Bulcho and Sungmyo
Bulcho is the tradition of cutting the weeds around one’s ancestral graves during Chuseok. Paying a visit to one’s ancestral graves is considered as a duty towards one’s ancestors.
Chare (Memorial rites)
During the morning of Chuseok, families gather around the head family house where the household shrines are placed to pay respects to their ancestors. Their memorial rites are offered up to their great-great grandfather. The only thing different from the memorial rites held during new years and that held in Chuseok, is that during Chuseok people eat rice instead of rice cake soup.
Ganggangsulle is a traditional circle dance, where women gather at a specified place and go around in circles chanting “Gang-gang-sul-le.” If a woman with a strong voice stands in the middle chanting gang-gang-sul-le, the rest of the people in the circle follow.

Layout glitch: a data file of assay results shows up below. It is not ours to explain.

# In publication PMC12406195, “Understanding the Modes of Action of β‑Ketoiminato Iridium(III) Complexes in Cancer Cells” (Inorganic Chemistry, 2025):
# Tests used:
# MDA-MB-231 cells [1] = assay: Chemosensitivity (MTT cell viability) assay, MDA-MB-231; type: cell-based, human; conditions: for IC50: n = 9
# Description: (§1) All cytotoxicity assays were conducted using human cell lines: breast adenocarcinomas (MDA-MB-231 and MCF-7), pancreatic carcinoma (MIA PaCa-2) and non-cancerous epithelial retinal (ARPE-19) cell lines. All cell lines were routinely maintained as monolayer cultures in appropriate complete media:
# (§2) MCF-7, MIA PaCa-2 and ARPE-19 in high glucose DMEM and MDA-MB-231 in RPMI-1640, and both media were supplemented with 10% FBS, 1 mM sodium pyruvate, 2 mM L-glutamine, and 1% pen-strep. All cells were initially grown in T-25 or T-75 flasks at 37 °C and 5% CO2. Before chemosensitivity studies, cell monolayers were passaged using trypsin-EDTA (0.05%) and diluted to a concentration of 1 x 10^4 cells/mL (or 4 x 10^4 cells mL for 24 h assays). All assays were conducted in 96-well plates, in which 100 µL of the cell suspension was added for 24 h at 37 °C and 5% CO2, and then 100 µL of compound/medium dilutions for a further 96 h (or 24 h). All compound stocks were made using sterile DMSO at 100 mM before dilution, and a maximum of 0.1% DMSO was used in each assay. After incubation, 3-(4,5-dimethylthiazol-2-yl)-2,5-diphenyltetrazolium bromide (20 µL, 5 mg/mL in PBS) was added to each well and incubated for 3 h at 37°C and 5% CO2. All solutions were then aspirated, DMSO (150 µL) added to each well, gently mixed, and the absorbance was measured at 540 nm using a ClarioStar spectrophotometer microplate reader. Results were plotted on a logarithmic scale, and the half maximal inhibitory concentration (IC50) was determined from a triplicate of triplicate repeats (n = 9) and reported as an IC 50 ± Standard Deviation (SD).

This game is played by two teams, each with a four wheeled sedan chair, that try to either snatch or destroy each others’ sedan chairs. Since long ago, winners of this game were believed to easily pass the civil service examination and are said to have celebrated their victory by going around the town singing.
Chilseok is on the 7th day of the 7th lunar month. Traditionally, this is the day when a special ceremony is held for the stars that symbolize the annual encounter of the Gyeonu and Jiknyeo planets placed on each end of the galaxy. According to myths, Gyeonu and Jiknyeo’s love for each other brought the anger of the King of Heaven and therefore met once a year the night before Chilseok across the galaxy. Crows and magpies are said to have gathered to form a bridge for the two lovers’ reunion, and this bridge was called the Ojakgyo.
Chilseok is a period where the heat starts to pass away and the monsoon season begins. The rain that falls during this period is called Chilseok water. As pumpkins, cucumbers, and melons start to flourish during this period, people used to offer a pumpkin fry to the Great Dipper, although this custom is not practiced these days.